The underlying algorithm on this one is based entirely on phyllotaxis and the phyllotactic pattern of growth seen across so much of the plant world. The most well known example being the layout of seeds in a sunflower and that particular form of phyllotaxis is exactly what this screensaver mimics.

The color calculation in this particular screen saver is, frankly, goofy. Every floret — every dot — is actually rendered. The brightness is determined by calculating a color once, grabbing the red component and then calculating the color again using a slightly different algorithm and using the previous red value as the new brightness. Rather silly, but the results are pleasant enough.

Screenalicious - DPhyllotaxis - 200910298 205114.991.png

When I originally wrote this in 1994-ish, it used Display PostScript to do all the drawing. Specifically:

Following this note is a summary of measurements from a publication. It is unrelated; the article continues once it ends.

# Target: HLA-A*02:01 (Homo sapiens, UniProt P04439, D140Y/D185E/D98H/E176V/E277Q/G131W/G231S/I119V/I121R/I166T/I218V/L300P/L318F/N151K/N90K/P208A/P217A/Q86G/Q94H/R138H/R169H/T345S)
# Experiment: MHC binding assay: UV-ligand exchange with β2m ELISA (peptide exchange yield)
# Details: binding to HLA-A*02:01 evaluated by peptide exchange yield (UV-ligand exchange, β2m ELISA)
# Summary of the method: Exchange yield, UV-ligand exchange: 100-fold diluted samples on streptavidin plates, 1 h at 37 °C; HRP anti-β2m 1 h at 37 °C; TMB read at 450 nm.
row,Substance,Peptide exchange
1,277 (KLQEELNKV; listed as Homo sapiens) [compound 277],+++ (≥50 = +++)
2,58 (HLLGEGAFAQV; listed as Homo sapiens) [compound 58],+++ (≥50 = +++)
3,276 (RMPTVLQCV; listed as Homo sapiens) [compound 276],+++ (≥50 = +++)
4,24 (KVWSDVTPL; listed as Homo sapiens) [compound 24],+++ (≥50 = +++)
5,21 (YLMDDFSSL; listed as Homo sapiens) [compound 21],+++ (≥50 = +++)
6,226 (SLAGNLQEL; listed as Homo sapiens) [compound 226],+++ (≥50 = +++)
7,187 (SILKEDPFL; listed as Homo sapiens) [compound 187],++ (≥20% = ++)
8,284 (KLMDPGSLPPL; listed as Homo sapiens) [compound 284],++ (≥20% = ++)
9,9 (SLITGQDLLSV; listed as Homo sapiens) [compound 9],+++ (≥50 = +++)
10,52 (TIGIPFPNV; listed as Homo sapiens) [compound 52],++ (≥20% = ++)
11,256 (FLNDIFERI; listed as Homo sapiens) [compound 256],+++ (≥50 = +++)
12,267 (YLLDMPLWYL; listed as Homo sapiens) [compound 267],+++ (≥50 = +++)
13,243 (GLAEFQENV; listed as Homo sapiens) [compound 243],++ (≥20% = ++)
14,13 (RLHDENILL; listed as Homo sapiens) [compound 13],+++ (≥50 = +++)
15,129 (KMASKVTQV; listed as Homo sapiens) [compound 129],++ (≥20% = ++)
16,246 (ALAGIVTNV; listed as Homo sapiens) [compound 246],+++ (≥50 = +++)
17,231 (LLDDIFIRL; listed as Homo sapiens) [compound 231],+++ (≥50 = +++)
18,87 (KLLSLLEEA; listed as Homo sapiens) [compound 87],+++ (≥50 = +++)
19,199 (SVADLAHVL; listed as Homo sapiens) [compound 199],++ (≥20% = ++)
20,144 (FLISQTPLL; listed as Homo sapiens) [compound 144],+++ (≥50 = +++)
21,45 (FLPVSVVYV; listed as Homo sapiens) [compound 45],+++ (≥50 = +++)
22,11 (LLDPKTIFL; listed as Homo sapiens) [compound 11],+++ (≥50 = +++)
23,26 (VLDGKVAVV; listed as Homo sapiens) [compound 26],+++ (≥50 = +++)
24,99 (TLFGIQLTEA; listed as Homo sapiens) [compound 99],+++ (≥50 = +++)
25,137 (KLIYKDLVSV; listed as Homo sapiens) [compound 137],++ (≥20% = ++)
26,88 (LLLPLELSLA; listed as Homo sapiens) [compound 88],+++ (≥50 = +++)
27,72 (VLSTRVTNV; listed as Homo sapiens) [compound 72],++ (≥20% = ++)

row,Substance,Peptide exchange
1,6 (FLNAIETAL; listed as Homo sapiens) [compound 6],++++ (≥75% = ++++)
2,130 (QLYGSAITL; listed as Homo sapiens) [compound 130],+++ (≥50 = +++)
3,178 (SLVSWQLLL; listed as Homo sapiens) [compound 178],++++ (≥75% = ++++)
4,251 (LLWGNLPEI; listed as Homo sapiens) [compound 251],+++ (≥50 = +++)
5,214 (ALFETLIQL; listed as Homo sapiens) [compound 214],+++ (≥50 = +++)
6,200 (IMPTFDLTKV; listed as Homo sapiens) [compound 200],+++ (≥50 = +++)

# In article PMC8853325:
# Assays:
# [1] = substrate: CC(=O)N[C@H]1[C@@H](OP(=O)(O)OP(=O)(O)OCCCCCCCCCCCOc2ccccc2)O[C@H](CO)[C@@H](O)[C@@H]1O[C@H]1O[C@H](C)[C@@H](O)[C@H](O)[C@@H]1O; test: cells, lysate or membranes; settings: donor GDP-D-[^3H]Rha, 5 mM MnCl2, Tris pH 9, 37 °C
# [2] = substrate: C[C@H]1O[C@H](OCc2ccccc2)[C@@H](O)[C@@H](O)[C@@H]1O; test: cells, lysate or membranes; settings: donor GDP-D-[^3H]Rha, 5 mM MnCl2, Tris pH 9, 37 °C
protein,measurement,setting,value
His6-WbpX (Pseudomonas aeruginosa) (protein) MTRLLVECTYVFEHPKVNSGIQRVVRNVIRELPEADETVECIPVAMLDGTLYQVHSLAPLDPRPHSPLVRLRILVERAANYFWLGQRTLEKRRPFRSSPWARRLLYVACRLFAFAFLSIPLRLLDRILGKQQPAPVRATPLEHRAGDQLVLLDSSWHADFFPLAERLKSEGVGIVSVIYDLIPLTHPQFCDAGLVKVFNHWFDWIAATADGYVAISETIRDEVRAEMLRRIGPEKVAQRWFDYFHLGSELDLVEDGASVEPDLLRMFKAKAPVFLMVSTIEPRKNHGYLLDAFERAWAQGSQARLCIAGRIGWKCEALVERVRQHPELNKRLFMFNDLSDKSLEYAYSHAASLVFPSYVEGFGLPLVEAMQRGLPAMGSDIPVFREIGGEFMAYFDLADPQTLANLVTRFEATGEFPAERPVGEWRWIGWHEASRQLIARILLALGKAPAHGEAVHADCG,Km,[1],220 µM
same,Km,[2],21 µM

/* this should not be done here */
PSarc(cp.x, cp.y, 15. + (11. * pp.r), 0, 360);

I have no idea why, 15 years ago, I thought it important to note that “this should not be done here”. None. So, in the ported code, the comment is gone.

CGFloat floretDiameter = 10. + (11. * pp.r);
CGFloat floretRadius = floretDiameter / 2.;
NSRect floretRect = 
    NSMakeRect(cp.x - floretRadius,
    cp.y - floretRadius,
    floretDiameter, floretDiameter);
NSBezierPath *floretPath = [NSBezierPath 
    bezierPathWithOvalInRect: floretRect];
[floretPath fill];
[[NSColor blackColor] set];
[floretPath stroke];

There are, of course, many ways to make the above a ton faster. Save for reducing power usage by going a more efficient route, it just doesn’t matter for this particular use case as I already had to slow down the animation rate considerably.

Seems there has been a bit of performance jump between the 25MHZ 68040 this was originally written on and the 2GHZ Core 2 Duo machine I used for the porting work.